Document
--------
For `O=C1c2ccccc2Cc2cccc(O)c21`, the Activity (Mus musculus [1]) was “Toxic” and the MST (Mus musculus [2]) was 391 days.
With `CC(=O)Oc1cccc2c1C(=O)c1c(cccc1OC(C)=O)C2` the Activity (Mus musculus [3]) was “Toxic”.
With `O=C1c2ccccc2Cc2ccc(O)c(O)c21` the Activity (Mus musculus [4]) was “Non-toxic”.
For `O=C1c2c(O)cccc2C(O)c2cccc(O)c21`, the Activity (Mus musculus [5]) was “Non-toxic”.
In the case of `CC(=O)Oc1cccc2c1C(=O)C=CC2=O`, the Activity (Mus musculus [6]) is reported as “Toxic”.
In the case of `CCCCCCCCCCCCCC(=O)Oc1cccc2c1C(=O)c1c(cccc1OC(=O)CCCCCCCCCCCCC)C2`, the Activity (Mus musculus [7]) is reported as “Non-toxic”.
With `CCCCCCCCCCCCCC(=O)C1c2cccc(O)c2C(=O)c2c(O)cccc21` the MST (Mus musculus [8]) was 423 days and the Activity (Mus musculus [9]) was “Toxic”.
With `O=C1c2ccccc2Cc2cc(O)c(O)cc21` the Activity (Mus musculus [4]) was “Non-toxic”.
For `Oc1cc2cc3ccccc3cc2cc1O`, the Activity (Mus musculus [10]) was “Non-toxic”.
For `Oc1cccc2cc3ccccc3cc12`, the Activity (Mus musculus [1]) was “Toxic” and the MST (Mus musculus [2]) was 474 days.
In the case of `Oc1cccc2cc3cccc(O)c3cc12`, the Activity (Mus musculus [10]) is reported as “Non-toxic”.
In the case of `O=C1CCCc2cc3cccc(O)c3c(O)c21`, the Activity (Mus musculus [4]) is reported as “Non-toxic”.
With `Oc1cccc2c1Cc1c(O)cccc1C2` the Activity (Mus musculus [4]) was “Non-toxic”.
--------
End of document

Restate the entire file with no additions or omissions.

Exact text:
For `O=C1c2ccccc2Cc2cccc(O)c21`, the Activity (Mus musculus [1]) was “Toxic” and the MST (Mus musculus [2]) was 391 days.
With `CC(=O)Oc1cccc2c1C(=O)c1c(cccc1OC(C)=O)C2` the Activity (Mus musculus [3]) was “Toxic”.
With `O=C1c2ccccc2Cc2ccc(O)c(O)c21` the Activity (Mus musculus [4]) was “Non-toxic”.
For `O=C1c2c(O)cccc2C(O)c2cccc(O)c21`, the Activity (Mus musculus [5]) was “Non-toxic”.
In the case of `CC(=O)Oc1cccc2c1C(=O)C=CC2=O`, the Activity (Mus musculus [6]) is reported as “Toxic”.
In the case of `CCCCCCCCCCCCCC(=O)Oc1cccc2c1C(=O)c1c(cccc1OC(=O)CCCCCCCCCCCCC)C2`, the Activity (Mus musculus [7]) is reported as “Non-toxic”.
With `CCCCCCCCCCCCCC(=O)C1c2cccc(O)c2C(=O)c2c(O)cccc21` the MST (Mus musculus [8]) was 423 days and the Activity (Mus musculus [9]) was “Toxic”.
With `O=C1c2ccccc2Cc2cc(O)c(O)cc21` the Activity (Mus musculus [4]) was “Non-toxic”.
For `Oc1cc2cc3ccccc3cc2cc1O`, the Activity (Mus musculus [10]) was “Non-toxic”.
For `Oc1cccc2cc3ccccc3cc12`, the Activity (Mus musculus [1]) was “Toxic” and the MST (Mus musculus [2]) was 474 days.
In the case of `Oc1cccc2cc3cccc(O)c3cc12`, the Activity (Mus musculus [10]) is reported as “Non-toxic”.
In the case of `O=C1CCCc2cc3cccc(O)c3c(O)c21`, the Activity (Mus musculus [4]) is reported as “Non-toxic”.
With `Oc1cccc2c1Cc1c(O)cccc1C2` the Activity (Mus musculus [4]) was “Non-toxic”.